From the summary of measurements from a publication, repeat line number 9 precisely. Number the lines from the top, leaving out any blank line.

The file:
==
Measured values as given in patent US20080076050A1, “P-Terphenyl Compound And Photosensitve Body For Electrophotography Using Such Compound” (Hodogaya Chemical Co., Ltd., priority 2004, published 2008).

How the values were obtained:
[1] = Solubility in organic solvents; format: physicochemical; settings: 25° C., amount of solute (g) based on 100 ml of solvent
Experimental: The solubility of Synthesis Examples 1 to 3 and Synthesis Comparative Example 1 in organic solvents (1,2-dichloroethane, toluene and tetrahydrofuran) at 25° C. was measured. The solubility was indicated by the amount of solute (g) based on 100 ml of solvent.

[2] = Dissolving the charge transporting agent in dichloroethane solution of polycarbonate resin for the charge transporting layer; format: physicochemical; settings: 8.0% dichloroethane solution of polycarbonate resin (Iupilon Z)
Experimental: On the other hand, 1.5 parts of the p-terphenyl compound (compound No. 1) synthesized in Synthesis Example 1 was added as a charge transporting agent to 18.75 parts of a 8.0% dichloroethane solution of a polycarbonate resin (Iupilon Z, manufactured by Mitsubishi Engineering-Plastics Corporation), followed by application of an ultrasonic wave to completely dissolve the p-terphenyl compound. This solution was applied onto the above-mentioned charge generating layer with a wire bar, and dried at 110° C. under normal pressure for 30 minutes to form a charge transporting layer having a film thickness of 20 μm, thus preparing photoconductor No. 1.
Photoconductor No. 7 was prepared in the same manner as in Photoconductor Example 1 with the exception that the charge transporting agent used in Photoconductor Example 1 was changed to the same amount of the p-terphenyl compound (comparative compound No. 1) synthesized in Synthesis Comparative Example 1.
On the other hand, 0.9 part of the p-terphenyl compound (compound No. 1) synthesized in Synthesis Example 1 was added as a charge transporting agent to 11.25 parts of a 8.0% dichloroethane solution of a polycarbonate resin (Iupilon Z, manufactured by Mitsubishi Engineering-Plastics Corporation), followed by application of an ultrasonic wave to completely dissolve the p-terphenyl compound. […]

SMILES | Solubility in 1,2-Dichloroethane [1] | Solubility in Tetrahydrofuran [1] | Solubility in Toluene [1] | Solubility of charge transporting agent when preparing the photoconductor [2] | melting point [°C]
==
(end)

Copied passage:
SMILES | Solubility in 1,2-Dichloroethane [1] | Solubility in Tetrahydrofuran [1] | Solubility in Toluene [1] | Solubility of charge transporting agent when preparing the photoconductor [2] | melting point [°C]